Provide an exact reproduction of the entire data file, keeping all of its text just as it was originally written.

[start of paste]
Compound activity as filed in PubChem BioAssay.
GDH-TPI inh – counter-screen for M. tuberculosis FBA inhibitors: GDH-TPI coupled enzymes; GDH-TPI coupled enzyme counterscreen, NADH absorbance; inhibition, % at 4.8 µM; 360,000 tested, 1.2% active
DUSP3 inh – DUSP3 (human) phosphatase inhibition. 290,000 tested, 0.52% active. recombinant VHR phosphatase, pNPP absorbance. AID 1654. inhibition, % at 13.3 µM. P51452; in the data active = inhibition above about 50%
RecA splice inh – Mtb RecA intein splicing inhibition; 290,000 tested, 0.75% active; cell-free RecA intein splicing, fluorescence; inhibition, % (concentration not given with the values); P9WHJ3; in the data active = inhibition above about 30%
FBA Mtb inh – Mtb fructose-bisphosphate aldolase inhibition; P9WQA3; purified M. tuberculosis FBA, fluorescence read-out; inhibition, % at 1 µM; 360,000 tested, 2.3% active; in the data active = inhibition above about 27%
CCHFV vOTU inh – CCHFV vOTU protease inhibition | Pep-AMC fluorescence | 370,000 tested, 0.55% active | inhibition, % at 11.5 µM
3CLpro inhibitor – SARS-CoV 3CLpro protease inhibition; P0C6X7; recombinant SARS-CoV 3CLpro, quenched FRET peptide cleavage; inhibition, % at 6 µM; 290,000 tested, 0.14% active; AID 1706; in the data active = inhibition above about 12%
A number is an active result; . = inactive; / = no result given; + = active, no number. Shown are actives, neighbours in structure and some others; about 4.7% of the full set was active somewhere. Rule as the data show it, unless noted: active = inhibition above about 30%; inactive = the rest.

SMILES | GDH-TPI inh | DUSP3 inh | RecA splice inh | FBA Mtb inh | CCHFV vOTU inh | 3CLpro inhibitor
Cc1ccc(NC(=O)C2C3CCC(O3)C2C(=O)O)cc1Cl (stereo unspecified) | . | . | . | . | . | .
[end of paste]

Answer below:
Compound activity as filed in PubChem BioAssay.
GDH-TPI inh – counter-screen for M. tuberculosis FBA inhibitors: GDH-TPI coupled enzymes; GDH-TPI coupled enzyme counterscreen, NADH absorbance; inhibition, % at 4.8 µM; 360,000 tested, 1.2% active
DUSP3 inh – DUSP3 (human) phosphatase inhibition. 290,000 tested, 0.52% active. recombinant VHR phosphatase, pNPP absorbance. AID 1654. inhibition, % at 13.3 µM. P51452; in the data active = inhibition above about 50%
RecA splice inh – Mtb RecA intein splicing inhibition; 290,000 tested, 0.75% active; cell-free RecA intein splicing, fluorescence; inhibition, % (concentration not given with the values); P9WHJ3; in the data active = inhibition above about 30%
FBA Mtb inh – Mtb fructose-bisphosphate aldolase inhibition; P9WQA3; purified M. tuberculosis FBA, fluorescence read-out; inhibition, % at 1 µM; 360,000 tested, 2.3% active; in the data active = inhibition above about 27%
CCHFV vOTU inh – CCHFV vOTU protease inhibition | Pep-AMC fluorescence | 370,000 tested, 0.55% active | inhibition, % at 11.5 µM
3CLpro inhibitor – SARS-CoV 3CLpro protease inhibition; P0C6X7; recombinant SARS-CoV 3CLpro, quenched FRET peptide cleavage; inhibition, % at 6 µM; 290,000 tested, 0.14% active; AID 1706; in the data active = inhibition above about 12%
A number is an active result; . = inactive; / = no result given; + = active, no number. Shown are actives, neighbours in structure and some others; about 4.7% of the full set was active somewhere. Rule as the data show it, unless noted: active = inhibition above about 30%; inactive = the rest.

SMILES | GDH-TPI inh | DUSP3 inh | RecA splice inh | FBA Mtb inh | CCHFV vOTU inh | 3CLpro inhibitor
Cc1ccc(NC(=O)C2C3CCC(O3)C2C(=O)O)cc1Cl (stereo unspecified) | . | . | . | . | . | .